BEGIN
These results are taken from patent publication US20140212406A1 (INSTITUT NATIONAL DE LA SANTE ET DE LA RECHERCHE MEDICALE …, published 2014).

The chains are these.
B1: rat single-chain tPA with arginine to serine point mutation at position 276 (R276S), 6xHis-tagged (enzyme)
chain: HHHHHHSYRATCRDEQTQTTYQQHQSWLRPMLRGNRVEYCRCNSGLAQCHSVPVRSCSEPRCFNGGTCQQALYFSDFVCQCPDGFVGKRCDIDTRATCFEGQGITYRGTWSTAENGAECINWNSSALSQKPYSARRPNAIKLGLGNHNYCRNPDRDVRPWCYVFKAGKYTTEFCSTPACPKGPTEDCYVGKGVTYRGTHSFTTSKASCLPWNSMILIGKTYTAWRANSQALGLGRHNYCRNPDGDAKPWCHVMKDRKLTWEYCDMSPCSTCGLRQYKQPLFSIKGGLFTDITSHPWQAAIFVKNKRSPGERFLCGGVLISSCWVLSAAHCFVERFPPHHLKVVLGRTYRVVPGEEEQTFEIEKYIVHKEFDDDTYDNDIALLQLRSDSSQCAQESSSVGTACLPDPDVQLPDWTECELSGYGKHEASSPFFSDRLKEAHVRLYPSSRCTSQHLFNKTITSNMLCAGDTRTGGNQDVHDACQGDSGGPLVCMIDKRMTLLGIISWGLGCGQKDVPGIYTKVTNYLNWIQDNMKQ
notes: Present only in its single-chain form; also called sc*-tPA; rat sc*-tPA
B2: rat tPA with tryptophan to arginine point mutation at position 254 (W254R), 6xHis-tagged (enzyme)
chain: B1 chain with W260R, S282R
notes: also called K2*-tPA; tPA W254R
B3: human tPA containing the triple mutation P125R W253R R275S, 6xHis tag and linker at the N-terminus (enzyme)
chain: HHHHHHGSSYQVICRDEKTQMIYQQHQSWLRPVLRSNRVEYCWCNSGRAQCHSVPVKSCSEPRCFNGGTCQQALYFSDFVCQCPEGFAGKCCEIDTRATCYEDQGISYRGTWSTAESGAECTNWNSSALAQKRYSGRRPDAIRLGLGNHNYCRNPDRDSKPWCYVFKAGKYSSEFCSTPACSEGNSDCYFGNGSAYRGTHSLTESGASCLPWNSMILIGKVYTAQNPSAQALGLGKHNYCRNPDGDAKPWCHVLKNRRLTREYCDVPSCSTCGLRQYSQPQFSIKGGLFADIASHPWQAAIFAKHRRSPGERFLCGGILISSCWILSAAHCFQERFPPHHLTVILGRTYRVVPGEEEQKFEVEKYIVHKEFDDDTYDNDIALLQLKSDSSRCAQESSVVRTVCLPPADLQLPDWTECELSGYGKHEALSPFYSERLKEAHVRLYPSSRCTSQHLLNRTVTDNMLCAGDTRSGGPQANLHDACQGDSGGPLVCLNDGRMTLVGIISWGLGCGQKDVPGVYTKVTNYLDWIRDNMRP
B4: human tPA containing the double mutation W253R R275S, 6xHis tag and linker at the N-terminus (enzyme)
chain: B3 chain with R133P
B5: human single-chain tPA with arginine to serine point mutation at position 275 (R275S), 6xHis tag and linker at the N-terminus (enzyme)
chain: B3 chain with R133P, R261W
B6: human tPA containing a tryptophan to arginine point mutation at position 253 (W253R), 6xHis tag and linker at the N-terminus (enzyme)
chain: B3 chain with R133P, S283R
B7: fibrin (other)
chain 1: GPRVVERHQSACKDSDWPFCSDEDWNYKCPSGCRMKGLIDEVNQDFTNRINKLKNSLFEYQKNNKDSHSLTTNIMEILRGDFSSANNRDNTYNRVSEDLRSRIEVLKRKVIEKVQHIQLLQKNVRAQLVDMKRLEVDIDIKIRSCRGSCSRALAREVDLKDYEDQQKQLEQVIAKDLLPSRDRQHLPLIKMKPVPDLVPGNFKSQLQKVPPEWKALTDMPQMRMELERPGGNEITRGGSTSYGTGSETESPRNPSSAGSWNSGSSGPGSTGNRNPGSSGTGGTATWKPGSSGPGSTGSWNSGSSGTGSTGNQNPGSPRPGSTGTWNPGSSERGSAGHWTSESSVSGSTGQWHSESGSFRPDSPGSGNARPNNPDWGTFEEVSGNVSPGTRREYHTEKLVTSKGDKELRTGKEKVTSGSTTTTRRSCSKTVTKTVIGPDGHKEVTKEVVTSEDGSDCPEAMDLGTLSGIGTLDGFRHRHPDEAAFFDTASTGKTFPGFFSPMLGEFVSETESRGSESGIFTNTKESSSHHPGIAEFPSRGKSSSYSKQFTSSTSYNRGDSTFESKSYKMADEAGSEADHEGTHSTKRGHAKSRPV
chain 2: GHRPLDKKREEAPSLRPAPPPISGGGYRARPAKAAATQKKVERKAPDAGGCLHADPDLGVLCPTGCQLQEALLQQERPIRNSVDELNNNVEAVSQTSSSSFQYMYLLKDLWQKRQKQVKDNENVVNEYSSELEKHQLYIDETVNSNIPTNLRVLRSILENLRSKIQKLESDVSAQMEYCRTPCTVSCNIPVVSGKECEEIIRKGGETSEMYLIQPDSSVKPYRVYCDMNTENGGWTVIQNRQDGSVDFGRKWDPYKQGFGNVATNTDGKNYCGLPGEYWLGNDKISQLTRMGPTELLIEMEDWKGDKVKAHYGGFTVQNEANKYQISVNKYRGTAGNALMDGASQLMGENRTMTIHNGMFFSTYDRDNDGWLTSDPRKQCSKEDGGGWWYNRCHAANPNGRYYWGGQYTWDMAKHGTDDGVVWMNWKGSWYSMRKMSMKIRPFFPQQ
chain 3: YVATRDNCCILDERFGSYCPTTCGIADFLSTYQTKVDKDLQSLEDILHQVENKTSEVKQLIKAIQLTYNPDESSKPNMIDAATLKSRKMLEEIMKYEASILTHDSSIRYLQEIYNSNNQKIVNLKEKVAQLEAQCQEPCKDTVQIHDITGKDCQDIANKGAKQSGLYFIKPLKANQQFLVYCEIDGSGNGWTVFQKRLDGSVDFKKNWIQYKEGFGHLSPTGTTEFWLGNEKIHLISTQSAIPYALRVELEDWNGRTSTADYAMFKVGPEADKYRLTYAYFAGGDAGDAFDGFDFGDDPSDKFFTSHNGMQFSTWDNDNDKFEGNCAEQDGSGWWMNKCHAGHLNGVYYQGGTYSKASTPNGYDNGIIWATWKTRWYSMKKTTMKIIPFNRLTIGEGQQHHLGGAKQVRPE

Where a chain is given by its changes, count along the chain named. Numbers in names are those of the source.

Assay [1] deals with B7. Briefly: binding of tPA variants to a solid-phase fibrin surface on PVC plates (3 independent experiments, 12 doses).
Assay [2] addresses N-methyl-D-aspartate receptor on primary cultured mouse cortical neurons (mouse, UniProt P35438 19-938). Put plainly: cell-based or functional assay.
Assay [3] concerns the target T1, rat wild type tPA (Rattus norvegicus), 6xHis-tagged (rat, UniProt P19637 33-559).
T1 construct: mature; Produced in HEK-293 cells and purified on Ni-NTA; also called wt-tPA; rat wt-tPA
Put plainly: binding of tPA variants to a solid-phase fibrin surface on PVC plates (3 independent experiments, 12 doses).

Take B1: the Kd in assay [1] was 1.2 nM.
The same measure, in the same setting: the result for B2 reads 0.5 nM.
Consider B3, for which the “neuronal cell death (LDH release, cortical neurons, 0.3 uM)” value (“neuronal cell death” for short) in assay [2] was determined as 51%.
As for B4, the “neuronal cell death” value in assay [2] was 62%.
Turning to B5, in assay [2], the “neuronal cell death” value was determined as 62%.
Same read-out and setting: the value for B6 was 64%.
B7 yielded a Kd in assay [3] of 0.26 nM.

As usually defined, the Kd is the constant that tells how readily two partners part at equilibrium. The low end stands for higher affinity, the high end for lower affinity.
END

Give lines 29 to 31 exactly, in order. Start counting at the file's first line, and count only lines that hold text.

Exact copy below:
Consider B3, for which the “neuronal cell death (LDH release, cortical neurons, 0.3 uM)” value (“neuronal cell death” for short) in assay [2] was determined as 51%.
As for B4, the “neuronal cell death” value in assay [2] was 62%.
Turning to B5, in assay [2], the “neuronal cell death” value was determined as 62%.